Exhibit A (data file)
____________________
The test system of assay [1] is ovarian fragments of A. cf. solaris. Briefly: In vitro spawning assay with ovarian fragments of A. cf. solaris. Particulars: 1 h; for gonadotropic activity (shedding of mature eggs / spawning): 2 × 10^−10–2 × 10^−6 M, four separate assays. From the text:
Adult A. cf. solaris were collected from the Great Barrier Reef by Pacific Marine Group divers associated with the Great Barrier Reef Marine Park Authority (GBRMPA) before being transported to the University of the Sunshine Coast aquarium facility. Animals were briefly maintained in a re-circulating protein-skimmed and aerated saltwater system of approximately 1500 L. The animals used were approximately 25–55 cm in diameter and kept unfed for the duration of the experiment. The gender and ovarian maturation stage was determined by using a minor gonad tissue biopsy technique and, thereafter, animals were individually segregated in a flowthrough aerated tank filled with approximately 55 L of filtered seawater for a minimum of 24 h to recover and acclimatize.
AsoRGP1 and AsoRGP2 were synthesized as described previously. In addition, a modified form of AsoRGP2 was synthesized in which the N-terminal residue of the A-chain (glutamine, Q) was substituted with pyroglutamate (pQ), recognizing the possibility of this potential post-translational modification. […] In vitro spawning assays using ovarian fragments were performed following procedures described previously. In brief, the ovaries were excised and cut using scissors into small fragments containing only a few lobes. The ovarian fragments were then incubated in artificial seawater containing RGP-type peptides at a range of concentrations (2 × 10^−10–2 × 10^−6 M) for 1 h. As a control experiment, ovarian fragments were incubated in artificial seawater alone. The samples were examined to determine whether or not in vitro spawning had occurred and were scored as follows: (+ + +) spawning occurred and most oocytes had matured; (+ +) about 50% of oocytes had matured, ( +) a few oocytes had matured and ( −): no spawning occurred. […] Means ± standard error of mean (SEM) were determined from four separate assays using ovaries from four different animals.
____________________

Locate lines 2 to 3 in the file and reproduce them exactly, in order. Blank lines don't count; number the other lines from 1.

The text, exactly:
Adult A. cf. solaris were collected from the Great Barrier Reef by Pacific Marine Group divers associated with the Great Barrier Reef Marine Park Authority (GBRMPA) before being transported to the University of the Sunshine Coast aquarium facility. Animals were briefly maintained in a re-circulating protein-skimmed and aerated saltwater system of approximately 1500 L. The animals used were approximately 25–55 cm in diameter and kept unfed for the duration of the experiment. The gender and ovarian maturation stage was determined by using a minor gonad tissue biopsy technique and, thereafter, animals were individually segregated in a flowthrough aerated tank filled with approximately 55 L of filtered seawater for a minimum of 24 h to recover and acclimatize.
AsoRGP1 and AsoRGP2 were synthesized as described previously. In addition, a modified form of AsoRGP2 was synthesized in which the N-terminal residue of the A-chain (glutamine, Q) was substituted with pyroglutamate (pQ), recognizing the possibility of this potential post-translational modification. […] In vitro spawning assays using ovarian fragments were performed following procedures described previously. In brief, the ovaries were excised and cut using scissors into small fragments containing only a few lobes. The ovarian fragments were then incubated in artificial seawater containing RGP-type peptides at a range of concentrations (2 × 10^−10–2 × 10^−6 M) for 1 h. As a control experiment, ovarian fragments were incubated in artificial seawater alone. The samples were examined to determine whether or not in vitro spawning had occurred and were scored as follows: (+ + +) spawning occurred and most oocytes had matured; (+ +) about 50% of oocytes had matured, ( +) a few oocytes had matured and ( −): no spawning occurred. […] Means ± standard error of mean (SEM) were determined from four separate assays using ovaries from four different animals.